Intrusion Detection Sensor Placement:
As previously mentioned, Intrusion Detection System (IDS) sensors are more flexible and less capable than IPS sensors. Nonetheless, IDS sensors can be substituted for IPS sensors in all of the examples previously given and some of the same caveats apply, particularly when considering placement around firewalls. Importantly, though, IDS sensors forgo the need for in-line placement common to IPS sensors. IDS sensors can be connected to network taps or switch analysis ports, commonly known as SPAN ports. Both types of connections simply copy network traffic for presentation to and analysis by the IDS sensor. This means that IDS can provide security event detection with fewer sensors than IPS can, although the level of protection is far less.
For example, switched network backbones are ideal for IDS sensor deployment. Dependent on the amount of traffic being inspected, a few or perhaps even one IDS sensor can provide coverage for an entire network. Actually, any switch that can enable an analysis port is a possible deployment site for an IDS sensor.
Implications for future IDS/IPS technologies:
Clearly, existing IDS and IPS technologies have some limits, the need to protect at choke points only being chief among them. Aside from increases in processing speed, yielding the ability to inspect and protect more data per second, it seems that incorporating IDS and IPS technology into the network infrastructure is a logical next step. Some vendors are already providing something like this in the way of add-on modules or blades for existing switches. But I think we will begin to see a hybridization of switch and security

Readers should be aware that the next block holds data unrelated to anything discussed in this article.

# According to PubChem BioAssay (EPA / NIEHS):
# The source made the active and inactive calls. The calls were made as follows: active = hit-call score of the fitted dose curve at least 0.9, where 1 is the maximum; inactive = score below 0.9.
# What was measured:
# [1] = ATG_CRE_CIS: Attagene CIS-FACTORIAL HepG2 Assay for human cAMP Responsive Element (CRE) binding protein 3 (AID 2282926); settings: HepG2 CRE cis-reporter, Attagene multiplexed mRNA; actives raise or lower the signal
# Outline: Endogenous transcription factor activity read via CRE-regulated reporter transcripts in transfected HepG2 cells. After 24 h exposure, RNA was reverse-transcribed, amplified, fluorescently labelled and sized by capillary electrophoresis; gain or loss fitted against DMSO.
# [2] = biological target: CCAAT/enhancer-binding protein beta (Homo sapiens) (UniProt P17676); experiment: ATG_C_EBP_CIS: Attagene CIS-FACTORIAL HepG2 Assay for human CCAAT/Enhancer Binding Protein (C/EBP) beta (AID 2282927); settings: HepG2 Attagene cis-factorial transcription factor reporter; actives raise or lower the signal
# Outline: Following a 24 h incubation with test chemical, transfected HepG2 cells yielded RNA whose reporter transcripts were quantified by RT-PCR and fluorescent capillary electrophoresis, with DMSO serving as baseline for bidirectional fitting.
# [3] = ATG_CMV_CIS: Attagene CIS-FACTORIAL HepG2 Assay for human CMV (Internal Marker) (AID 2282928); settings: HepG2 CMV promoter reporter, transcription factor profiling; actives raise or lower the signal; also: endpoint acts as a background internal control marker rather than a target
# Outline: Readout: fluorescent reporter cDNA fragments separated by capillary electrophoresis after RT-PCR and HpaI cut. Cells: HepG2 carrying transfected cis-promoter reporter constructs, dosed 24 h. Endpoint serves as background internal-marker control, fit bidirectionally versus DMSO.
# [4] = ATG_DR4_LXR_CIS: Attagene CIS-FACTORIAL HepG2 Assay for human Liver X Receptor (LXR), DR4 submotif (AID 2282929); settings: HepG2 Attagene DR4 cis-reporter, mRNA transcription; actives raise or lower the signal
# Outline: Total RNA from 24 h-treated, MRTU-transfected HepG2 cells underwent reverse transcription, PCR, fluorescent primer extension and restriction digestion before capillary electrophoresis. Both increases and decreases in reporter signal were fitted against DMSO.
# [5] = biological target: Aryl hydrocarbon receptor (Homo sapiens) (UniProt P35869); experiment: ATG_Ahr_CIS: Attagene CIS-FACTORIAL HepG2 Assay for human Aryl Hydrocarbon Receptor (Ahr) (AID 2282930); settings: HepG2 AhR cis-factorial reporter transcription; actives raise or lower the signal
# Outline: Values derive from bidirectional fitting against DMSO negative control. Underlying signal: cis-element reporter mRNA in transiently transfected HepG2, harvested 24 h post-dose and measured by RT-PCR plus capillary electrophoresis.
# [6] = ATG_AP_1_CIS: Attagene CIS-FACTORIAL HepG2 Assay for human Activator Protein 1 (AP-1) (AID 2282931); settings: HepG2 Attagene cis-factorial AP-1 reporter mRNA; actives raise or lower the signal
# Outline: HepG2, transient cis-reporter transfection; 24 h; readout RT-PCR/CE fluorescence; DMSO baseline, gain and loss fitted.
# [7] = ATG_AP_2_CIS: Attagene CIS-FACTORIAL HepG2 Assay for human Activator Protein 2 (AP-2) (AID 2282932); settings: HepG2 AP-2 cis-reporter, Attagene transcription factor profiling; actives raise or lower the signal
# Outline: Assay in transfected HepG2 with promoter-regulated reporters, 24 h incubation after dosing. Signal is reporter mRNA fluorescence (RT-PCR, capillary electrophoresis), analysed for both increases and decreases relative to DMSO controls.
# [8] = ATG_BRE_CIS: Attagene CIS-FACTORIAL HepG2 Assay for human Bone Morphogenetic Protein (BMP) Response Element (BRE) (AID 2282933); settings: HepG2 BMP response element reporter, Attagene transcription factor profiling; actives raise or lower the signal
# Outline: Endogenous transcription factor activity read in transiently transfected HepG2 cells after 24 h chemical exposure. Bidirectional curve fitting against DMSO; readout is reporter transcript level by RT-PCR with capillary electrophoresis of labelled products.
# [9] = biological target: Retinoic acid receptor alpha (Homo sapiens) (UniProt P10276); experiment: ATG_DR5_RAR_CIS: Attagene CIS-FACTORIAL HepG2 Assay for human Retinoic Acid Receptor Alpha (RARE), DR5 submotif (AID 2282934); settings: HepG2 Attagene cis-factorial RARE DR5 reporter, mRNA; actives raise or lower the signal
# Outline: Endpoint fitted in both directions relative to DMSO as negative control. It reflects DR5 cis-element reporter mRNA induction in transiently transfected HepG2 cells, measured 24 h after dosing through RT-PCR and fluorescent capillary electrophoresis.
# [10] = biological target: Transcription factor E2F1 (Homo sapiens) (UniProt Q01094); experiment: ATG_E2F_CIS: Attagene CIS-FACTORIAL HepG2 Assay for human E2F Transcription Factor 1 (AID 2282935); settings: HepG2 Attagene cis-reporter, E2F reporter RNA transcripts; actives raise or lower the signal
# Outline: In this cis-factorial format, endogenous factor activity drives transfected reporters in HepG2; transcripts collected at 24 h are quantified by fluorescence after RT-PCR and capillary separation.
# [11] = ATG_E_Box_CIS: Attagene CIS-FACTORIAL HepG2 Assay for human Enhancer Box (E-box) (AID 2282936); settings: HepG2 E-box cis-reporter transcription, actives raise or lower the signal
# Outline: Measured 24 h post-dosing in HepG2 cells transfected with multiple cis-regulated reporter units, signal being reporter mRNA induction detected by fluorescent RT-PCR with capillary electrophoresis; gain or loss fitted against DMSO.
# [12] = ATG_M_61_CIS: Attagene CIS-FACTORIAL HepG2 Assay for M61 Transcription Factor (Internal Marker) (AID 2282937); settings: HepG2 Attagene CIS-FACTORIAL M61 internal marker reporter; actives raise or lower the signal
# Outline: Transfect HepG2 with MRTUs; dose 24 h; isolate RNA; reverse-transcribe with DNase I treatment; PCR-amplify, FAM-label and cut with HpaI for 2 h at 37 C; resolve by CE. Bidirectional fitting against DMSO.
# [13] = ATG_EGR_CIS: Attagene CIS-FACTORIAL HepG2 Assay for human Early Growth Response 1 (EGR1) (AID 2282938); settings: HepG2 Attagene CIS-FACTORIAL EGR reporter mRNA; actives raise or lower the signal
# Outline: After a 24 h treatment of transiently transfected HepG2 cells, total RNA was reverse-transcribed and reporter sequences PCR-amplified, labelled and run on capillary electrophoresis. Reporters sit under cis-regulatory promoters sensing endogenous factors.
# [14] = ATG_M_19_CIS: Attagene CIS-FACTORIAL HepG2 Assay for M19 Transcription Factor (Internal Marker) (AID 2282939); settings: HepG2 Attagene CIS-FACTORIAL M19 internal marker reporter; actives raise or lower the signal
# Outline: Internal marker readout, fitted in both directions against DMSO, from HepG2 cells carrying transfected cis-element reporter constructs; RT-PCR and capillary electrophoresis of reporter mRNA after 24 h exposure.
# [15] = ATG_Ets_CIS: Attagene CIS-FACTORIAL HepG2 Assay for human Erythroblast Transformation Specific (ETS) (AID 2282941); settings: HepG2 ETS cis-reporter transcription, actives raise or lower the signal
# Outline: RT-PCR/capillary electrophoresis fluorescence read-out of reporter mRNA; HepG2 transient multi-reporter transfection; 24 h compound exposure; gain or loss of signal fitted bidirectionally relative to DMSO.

technologies in the next few years. A single device that appears to be a switch but has enough intelligence to perform a security analysis of not just every packet crossing the backplane but keep state on and watch every conversation, a session in network parlance. Such a device eliminates the need for separate IDS or IPS sensors sitting in the network and can conceivably protect system on adjoining ports from each other which is possible but cost prohibitive using today’s technology. These hybrid devices will be much more than just a switch with IPS. They will both require new technologies within the switch chassis and enable new network architectures without. Whenever these devices arrive however, the need for them exists today. Do note however, that the foregoing discussion does not mention firewalls. The merger of firewalls and IPS/IDS technologies isn’t necessarily logical. Firewalls are designed for very rapid inspection of packet headers so they can make very rapid decisions about passing traffic. Intrusion Detection and Prevention Systems are designed to delve far deeper into packets and entire network sessions. I think it will be many years before we see network devices that can effectively deal with both of these jobs.